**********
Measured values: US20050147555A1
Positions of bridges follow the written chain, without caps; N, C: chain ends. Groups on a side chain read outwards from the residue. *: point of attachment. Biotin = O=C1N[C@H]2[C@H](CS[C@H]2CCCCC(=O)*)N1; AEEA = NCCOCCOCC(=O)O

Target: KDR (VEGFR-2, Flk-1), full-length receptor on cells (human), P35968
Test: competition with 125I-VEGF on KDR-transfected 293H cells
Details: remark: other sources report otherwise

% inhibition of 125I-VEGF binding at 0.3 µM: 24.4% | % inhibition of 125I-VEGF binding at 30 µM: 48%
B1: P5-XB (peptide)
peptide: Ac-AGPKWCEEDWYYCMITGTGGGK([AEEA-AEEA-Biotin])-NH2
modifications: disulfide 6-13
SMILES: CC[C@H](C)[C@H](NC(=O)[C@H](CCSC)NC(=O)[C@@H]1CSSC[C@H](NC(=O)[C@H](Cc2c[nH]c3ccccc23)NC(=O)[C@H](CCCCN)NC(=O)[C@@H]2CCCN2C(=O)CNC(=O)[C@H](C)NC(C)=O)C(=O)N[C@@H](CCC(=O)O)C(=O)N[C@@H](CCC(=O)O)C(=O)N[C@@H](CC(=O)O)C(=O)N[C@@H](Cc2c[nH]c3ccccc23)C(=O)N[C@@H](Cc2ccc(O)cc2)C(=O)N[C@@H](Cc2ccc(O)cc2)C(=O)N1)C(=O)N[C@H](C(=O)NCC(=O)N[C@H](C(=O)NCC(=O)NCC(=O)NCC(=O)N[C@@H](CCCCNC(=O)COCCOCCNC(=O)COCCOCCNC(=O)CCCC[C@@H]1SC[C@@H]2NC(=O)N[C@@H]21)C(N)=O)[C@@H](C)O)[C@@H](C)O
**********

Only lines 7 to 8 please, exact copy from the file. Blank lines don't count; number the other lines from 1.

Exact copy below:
B1: P5-XB (peptide)
peptide: Ac-AGPKWCEEDWYYCMITGTGGGK([AEEA-AEEA-Biotin])-NH2